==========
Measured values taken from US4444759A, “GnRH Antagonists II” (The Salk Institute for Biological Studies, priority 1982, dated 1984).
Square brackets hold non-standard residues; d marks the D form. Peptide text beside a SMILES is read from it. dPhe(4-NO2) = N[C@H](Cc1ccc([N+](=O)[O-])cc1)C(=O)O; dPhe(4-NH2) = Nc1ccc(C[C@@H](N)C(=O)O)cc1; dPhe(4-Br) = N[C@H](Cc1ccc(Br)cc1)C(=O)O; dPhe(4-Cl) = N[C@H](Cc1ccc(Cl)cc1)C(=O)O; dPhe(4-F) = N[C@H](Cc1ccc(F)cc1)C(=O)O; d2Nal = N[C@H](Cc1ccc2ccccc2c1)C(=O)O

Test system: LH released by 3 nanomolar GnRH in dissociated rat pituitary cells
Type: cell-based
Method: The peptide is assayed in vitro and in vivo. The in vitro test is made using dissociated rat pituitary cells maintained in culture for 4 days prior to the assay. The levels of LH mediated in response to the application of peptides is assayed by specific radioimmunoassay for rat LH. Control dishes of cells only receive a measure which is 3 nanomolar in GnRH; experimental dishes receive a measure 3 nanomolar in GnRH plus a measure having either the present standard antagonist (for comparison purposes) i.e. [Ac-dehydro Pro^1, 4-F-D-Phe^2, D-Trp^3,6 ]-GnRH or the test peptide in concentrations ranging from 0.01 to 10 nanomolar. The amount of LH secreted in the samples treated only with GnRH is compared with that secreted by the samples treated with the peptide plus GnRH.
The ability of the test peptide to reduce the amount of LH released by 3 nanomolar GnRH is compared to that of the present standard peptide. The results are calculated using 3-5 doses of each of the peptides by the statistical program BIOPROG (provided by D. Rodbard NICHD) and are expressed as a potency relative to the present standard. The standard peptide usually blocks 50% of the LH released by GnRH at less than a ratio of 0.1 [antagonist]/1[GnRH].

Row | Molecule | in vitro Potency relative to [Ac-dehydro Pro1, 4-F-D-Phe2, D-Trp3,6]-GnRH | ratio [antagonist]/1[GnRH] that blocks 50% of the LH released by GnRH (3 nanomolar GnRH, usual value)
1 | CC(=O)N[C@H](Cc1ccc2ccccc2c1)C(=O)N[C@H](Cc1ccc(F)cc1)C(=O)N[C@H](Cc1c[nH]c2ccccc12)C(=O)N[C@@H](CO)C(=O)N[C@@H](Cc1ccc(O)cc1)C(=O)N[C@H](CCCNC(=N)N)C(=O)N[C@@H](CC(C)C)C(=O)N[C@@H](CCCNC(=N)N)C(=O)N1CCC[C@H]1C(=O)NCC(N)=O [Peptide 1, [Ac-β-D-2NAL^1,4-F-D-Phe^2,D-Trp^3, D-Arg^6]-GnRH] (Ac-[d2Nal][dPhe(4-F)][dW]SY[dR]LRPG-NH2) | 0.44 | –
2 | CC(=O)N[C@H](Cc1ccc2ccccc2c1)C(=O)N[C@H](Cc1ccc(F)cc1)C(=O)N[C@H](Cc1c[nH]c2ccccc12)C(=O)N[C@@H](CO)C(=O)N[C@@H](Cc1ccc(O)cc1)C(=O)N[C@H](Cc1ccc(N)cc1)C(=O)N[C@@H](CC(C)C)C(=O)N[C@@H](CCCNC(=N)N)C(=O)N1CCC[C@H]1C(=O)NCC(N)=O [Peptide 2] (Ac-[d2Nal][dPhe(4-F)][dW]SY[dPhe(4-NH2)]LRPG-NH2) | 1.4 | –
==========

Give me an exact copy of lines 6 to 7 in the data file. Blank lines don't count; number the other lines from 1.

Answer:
The ability of the test peptide to reduce the amount of LH released by 3 nanomolar GnRH is compared to that of the present standard peptide. The results are calculated using 3-5 doses of each of the peptides by the statistical program BIOPROG (provided by D. Rodbard NICHD) and are expressed as a potency relative to the present standard. The standard peptide usually blocks 50% of the LH released by GnRH at less than a ratio of 0.1 [antagonist]/1[GnRH].

Row | Molecule | in vitro Potency relative to [Ac-dehydro Pro1, 4-F-D-Phe2, D-Trp3,6]-GnRH | ratio [antagonist]/1[GnRH] that blocks 50% of the LH released by GnRH (3 nanomolar GnRH, usual value)